But the government can’t tell you what you can and can’t say within those lines.

David Loy, the legal director for the First Amendment Coalition, said that higher courts have continued to affirm the right to free speech and pointed to the 1971 case “Cohen v. California” where the U.S. Supreme Court overturned a conviction of a man prosecuted for wearing a “F*&# the Draft” jacket to the courthouse.

“They’re entitled to have an opinion and say ‘we deplore, we disagree with X,’” Loy said.

“That’s their position, they’re free to take it,” he continued. “But what they cannot do is regulate speech based on its viewpoint.”

That means that the mayor or a council member can’t cut the mic off on people for simply being rude, vulgar or even giving a Nazi salute. They could refer to the resolution that they're asking the McIntosh’s office to write.

What’s expected to come back to the council for a vote is more symbolic than anything. It could be something that is read aloud before each meeting or simply printed on the agenda packet.

You could think of it like those signs outside of the grocery store that state the company doesn’t endorse the opinions or motivations of solicitors. But the government is more limited in when it can remove people than your local Ralphs.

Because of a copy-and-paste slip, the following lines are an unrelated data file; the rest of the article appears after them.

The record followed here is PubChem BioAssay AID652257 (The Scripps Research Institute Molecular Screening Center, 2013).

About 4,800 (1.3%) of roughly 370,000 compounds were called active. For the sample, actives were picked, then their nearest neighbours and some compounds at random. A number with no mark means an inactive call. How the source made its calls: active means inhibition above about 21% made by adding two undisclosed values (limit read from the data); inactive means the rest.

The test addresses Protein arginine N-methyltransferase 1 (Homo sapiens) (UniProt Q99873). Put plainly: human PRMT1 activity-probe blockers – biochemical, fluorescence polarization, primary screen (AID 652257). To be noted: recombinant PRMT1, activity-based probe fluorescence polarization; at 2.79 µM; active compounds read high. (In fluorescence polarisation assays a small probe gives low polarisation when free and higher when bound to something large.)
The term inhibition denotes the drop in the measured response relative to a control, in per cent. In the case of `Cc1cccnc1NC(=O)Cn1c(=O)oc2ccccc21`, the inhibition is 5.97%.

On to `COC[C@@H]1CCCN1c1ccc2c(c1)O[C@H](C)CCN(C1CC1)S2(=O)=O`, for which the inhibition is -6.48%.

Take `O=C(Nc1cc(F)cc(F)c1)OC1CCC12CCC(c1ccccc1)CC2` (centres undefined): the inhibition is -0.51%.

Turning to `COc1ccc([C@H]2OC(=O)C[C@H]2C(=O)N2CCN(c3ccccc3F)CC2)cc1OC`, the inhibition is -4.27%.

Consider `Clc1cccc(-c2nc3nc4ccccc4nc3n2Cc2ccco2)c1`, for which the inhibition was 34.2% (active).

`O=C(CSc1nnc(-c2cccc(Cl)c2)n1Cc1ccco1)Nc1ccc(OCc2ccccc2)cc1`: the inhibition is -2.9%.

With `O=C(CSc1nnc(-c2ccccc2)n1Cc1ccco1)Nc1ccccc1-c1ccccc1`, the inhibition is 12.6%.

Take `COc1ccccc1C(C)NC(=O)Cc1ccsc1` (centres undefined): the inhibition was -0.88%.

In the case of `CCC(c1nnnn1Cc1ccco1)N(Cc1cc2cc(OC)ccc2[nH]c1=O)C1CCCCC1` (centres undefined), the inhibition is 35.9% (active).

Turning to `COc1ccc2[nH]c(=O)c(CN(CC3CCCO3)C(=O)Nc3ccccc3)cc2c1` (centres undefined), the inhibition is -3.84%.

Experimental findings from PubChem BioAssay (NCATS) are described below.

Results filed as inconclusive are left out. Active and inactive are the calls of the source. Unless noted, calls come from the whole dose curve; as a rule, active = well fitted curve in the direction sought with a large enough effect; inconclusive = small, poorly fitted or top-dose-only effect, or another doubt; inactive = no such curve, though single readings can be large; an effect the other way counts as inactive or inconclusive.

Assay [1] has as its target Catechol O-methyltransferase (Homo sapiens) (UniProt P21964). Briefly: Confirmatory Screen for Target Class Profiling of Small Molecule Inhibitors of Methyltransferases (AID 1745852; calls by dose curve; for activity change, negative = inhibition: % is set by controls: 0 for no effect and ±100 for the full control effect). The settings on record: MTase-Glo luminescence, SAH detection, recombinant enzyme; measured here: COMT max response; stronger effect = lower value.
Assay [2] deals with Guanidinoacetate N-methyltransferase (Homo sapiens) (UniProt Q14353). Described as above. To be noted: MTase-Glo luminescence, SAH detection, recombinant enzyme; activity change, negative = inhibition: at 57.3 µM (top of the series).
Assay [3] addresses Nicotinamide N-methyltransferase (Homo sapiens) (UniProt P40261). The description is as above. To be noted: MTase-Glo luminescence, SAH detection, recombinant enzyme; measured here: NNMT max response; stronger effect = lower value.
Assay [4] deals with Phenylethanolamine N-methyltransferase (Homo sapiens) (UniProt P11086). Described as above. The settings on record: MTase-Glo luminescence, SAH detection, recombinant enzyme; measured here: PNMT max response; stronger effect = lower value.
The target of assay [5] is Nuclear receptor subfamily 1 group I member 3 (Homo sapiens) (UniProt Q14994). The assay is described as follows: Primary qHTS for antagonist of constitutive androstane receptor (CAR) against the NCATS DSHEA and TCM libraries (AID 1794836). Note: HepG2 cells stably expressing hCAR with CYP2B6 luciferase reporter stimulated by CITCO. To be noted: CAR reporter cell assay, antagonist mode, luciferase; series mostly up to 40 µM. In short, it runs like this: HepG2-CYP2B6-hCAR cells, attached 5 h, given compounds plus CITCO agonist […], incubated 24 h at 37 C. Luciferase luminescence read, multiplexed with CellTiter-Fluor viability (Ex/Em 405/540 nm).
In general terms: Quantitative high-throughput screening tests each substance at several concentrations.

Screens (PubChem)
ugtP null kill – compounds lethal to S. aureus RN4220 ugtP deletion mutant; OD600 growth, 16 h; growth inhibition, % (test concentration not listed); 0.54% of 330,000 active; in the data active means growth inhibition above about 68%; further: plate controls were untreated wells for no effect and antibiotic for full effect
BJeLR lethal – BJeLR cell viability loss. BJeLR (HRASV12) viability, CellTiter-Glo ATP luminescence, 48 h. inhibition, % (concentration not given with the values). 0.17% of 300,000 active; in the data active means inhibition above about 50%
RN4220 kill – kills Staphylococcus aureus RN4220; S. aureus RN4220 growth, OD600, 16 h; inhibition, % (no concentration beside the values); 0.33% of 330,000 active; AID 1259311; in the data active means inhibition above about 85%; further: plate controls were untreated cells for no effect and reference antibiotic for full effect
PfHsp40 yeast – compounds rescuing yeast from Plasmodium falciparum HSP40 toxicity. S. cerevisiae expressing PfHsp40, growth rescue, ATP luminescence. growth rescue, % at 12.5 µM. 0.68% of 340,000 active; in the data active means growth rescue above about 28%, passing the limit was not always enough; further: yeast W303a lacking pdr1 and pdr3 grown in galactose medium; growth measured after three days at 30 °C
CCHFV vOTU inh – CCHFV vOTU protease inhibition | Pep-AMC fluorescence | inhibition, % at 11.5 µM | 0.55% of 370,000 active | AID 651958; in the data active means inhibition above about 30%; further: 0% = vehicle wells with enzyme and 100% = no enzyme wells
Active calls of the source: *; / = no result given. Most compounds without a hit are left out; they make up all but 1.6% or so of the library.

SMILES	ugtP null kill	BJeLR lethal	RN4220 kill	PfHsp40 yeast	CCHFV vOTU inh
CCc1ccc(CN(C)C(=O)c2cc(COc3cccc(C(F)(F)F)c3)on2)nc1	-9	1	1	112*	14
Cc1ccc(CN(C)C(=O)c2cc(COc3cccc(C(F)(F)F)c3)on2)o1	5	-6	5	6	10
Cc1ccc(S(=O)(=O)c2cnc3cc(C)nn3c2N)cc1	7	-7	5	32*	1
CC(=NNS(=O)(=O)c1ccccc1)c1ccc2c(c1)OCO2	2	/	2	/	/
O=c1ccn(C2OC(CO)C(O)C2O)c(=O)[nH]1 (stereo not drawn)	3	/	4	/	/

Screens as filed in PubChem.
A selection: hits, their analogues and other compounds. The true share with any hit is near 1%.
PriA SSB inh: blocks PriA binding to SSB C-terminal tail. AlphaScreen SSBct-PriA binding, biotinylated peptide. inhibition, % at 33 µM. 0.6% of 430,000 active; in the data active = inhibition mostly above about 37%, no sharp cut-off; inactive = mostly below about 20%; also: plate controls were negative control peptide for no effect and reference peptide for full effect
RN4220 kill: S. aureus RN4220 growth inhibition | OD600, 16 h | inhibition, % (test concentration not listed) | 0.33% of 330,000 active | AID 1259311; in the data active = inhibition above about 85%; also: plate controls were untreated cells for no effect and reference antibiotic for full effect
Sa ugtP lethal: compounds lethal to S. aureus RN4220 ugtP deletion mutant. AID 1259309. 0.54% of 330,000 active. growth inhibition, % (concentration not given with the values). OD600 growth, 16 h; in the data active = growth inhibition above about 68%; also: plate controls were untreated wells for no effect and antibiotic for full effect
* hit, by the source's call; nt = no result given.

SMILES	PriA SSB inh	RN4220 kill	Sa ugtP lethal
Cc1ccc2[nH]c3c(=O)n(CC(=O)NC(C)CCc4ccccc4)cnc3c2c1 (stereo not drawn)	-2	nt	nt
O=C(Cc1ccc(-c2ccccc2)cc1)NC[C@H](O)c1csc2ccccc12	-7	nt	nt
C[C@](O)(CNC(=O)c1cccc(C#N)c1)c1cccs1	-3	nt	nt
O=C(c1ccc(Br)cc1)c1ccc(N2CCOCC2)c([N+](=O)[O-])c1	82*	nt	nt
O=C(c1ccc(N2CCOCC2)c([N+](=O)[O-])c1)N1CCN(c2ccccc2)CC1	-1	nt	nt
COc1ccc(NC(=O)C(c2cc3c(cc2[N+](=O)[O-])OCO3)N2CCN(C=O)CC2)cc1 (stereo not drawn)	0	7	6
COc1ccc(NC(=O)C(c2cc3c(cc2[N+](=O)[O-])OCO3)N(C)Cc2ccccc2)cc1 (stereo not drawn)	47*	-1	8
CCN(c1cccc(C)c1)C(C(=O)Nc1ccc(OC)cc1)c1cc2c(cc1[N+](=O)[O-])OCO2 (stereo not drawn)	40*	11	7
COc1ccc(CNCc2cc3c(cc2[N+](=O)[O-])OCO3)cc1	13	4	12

So, please be nice.

What happened this week

The City Council wants to expand the city’s law that requires developers to include a certain amount of affordable units in new construction projects. The law currently only applies to Downtown and a stretch of Long Beach Boulevard and requires 11% of units to be for very low-income households. This week, a council committee was shown three options for how to expand it citywide including a hybrid proposal that city staff is recommending that would require lower-income units to be built into projects in more affluent parts of town and middle-income units to be built in “lower resource areas.” You can read more about the proposals here.

Something to keep an eye on

Last week I wrote about the potential tax increases that the City Council could ask you to vote on in November and this week we got a better look at what proposals might actually be viable. I say “viable” because the city typically won’t waste money on putting a tax proposal, or any other measure,  on the ballot unless they think it has a good chance of winning. And in California, a general tax measure needs over 50% of the vote to be approved. Tuesday night, city management talked about survey results from residents who were polled about the four options that city officials are looking at and only one polled over 50%. Unsurprisingly, requiring two power plants to start paying a city utility tax — which they’ve been exempt from for decades — had the most support. That measure would only affect the power plants and not Long Beach residents. However, the city is doing another round of polling to see how the wording of potential measures might affect peoples’ level of support. Stay tuned for that.